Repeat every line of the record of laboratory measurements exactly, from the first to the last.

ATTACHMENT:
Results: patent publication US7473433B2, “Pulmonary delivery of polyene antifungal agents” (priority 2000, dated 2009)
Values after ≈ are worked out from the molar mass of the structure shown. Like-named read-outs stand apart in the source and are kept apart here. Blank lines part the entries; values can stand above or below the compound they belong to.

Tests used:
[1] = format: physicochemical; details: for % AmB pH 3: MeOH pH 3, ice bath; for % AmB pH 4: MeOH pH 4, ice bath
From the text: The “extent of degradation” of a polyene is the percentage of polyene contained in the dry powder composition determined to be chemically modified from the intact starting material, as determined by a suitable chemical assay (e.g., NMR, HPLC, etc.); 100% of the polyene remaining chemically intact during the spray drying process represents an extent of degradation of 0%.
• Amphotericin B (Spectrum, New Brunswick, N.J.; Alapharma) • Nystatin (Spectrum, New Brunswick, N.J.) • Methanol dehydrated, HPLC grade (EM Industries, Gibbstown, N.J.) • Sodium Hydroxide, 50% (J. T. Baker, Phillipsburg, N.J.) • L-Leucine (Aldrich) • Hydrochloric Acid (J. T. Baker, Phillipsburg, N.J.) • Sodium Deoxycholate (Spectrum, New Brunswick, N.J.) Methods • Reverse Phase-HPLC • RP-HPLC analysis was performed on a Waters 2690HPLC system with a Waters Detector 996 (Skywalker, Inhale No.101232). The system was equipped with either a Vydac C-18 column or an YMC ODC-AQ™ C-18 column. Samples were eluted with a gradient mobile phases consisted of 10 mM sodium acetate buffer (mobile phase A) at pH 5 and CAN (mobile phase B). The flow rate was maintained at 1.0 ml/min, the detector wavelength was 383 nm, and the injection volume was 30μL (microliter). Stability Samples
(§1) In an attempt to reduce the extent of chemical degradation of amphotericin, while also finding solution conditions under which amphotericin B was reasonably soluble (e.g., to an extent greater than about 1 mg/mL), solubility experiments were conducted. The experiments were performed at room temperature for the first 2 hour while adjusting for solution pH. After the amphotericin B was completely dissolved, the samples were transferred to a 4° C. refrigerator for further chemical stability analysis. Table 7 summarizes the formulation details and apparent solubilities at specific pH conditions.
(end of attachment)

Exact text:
Results: patent publication US7473433B2, “Pulmonary delivery of polyene antifungal agents” (priority 2000, dated 2009)
Values after ≈ are worked out from the molar mass of the structure shown. Like-named read-outs stand apart in the source and are kept apart here. Blank lines part the entries; values can stand above or below the compound they belong to.

Tests used:
[1] = format: physicochemical; details: for % AmB pH 3: MeOH pH 3, ice bath; for % AmB pH 4: MeOH pH 4, ice bath
From the text: The “extent of degradation” of a polyene is the percentage of polyene contained in the dry powder composition determined to be chemically modified from the intact starting material, as determined by a suitable chemical assay (e.g., NMR, HPLC, etc.); 100% of the polyene remaining chemically intact during the spray drying process represents an extent of degradation of 0%.
• Amphotericin B (Spectrum, New Brunswick, N.J.; Alapharma) • Nystatin (Spectrum, New Brunswick, N.J.) • Methanol dehydrated, HPLC grade (EM Industries, Gibbstown, N.J.) • Sodium Hydroxide, 50% (J. T. Baker, Phillipsburg, N.J.) • L-Leucine (Aldrich) • Hydrochloric Acid (J. T. Baker, Phillipsburg, N.J.) • Sodium Deoxycholate (Spectrum, New Brunswick, N.J.) Methods • Reverse Phase-HPLC • RP-HPLC analysis was performed on a Waters 2690HPLC system with a Waters Detector 996 (Skywalker, Inhale No.101232). The system was equipped with either a Vydac C-18 column or an YMC ODC-AQ™ C-18 column. Samples were eluted with a gradient mobile phases consisted of 10 mM sodium acetate buffer (mobile phase A) at pH 5 and CAN (mobile phase B). The flow rate was maintained at 1.0 ml/min, the detector wavelength was 383 nm, and the injection volume was 30μL (microliter). Stability Samples
(§1) In an attempt to reduce the extent of chemical degradation of amphotericin, while also finding solution conditions under which amphotericin B was reasonably soluble (e.g., to an extent greater than about 1 mg/mL), solubility experiments were conducted. The experiments were performed at room temperature for the first 2 hour while adjusting for solution pH. After the amphotericin B was completely dissolved, the samples were transferred to a 4° C. refrigerator for further chemical stability analysis. Table 7 summarizes the formulation details and apparent solubilities at specific pH conditions.